Experts: Facebook crime is on the rise

Summary:Facebook crime, in its various malicious forms, is soaring, and experts are weighing in to explain why it's happening.

Facebook crime, which includes scams, online bullying, phishing, malware, and many other forms of illegal activities, is soaring and getting more sophisticated, cyber experts have warned. Even crimes that occur after a user posts their GPS location on the social network, such as sexual predation and robberies, are on the rise.

Experts are trying to figure out why these crimes are happening at such a rapid rate. "These types of crimes are designed to use your own actions or weaknesses against you," Lynette Owens, director of Trend Micro's Internet Safety for Kids & Families, told Fox News."As humans, and for good reason, we put trust in others more often than not because most people at most times are worthy of that trust. The online world is no different than the offline world in that sense."

Paul Zak, a professor at Claremont College, believes scammers prey on Facebook users because they don't know their victims. "It's easier to hurt someone when you're not seeing them in person," he said. "Neuroscience research shows that moral violations are less likely when interactions are personal because people empathize with those they meet in person. In the online world, people are just a number."

Ioana Jelea, communication specialist at BitDefender, meanwhile thinks the social scam industry is thriving overall because scammers leverage legitimate Facebook features to persuade people to click on links. Jelea insists that it's not just users' trust in the platform that puts them at risk, but their lack of familiarity with Facebook's security and privacy settings. "Social engineering has reached unprecedented levels, with scam waves being customized according to the very latest events that make the headlines of tabloids," she said. "With celebrity-themed baits, for example, click counts will spike within hours, and as hot topics become 'old news,' they will be dropped and rapidly replaced with fresh meat."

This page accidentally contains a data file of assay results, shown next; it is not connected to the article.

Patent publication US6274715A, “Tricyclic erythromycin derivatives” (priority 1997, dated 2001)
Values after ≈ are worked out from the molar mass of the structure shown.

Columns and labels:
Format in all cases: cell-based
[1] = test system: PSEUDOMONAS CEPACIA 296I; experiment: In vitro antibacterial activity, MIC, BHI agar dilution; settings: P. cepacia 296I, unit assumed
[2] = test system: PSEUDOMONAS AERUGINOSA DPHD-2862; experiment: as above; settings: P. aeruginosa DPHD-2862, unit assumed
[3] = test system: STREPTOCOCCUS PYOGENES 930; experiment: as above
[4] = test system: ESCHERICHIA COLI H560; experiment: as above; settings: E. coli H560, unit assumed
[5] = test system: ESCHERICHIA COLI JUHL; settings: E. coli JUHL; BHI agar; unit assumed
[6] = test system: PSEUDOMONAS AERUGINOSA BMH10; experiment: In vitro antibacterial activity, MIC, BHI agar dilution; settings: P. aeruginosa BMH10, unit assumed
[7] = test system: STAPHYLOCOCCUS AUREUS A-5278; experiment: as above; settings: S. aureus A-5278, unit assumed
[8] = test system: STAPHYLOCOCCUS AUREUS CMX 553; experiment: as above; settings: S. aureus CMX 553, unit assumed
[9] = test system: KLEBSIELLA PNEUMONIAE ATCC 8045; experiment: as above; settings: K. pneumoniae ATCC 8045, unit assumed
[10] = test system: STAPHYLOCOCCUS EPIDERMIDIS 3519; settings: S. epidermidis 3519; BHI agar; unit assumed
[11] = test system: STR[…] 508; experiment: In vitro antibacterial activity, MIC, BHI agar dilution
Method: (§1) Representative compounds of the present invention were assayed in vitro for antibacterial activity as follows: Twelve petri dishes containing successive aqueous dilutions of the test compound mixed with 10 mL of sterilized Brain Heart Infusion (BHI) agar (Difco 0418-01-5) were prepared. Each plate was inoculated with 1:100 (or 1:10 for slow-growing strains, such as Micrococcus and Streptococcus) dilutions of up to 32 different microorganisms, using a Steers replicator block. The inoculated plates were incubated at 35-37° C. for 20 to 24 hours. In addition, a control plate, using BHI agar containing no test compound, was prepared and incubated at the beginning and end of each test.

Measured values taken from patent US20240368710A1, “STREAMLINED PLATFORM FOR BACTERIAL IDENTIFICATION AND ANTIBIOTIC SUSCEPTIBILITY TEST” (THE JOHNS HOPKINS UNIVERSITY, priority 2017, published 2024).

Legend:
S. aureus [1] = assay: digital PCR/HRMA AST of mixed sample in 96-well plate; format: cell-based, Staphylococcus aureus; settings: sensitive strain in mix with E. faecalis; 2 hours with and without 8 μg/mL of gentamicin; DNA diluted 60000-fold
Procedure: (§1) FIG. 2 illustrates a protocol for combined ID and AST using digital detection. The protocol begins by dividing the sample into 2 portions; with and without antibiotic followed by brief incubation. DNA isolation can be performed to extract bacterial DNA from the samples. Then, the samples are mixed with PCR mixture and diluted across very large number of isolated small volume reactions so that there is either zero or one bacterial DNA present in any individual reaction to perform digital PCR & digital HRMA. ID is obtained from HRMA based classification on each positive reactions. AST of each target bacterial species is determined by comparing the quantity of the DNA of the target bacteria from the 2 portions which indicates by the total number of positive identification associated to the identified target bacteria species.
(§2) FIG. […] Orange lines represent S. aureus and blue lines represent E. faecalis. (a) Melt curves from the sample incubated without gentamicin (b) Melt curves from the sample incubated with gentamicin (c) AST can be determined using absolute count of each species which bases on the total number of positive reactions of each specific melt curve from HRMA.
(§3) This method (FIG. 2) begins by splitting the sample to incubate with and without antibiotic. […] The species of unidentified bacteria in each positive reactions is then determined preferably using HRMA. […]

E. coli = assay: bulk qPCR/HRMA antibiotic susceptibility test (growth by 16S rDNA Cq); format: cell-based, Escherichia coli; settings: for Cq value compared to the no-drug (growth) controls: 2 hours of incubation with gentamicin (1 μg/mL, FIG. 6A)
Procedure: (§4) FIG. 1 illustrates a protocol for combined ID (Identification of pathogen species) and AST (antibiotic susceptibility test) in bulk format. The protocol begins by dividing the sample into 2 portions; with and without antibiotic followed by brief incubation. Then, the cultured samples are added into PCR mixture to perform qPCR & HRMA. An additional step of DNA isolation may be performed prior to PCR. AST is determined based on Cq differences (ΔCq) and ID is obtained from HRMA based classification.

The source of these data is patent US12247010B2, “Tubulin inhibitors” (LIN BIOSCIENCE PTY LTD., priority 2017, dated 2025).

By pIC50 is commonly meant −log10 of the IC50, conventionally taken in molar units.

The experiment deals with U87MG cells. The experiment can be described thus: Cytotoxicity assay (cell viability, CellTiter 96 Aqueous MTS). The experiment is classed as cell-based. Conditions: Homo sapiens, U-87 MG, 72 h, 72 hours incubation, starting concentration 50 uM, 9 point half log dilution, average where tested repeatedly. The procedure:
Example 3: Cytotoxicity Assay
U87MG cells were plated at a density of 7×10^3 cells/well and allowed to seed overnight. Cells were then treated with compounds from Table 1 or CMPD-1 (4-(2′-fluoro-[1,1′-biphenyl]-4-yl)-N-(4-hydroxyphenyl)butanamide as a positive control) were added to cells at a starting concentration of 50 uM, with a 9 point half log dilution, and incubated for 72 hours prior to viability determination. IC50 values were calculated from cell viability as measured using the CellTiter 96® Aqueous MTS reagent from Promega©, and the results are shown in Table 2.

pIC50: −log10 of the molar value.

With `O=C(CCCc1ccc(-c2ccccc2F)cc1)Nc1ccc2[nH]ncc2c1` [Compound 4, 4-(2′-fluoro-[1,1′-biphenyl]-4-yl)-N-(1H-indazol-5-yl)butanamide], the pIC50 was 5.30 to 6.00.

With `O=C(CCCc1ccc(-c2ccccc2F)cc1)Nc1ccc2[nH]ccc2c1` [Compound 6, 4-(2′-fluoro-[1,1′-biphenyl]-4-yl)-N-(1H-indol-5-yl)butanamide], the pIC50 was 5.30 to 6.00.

Overall, Facebook users need to learn to be more cautious and weary of what they click on the social network. Doing so will not only help them, but it will improve the overall experience for everyone because it will be harder for such crimes to proliferate across the social network.

See also:

Topics: Social Enterprise

About

Emil is a freelance journalist writing for CNET and ZDNet. Over the years, he has covered the tech industry for multiple publications, including Ars Technica, Neowin, and TechSpot.

Kick off your day with ZDNet's daily email newsletter. It's the freshest tech news and opinion, served hot. Get it.

Related Stories

The best of ZDNet, delivered

You have been successfully signed up. To sign up for more newsletters or to manage your account, visit the Newsletter Subscription Center.
Subscription failed.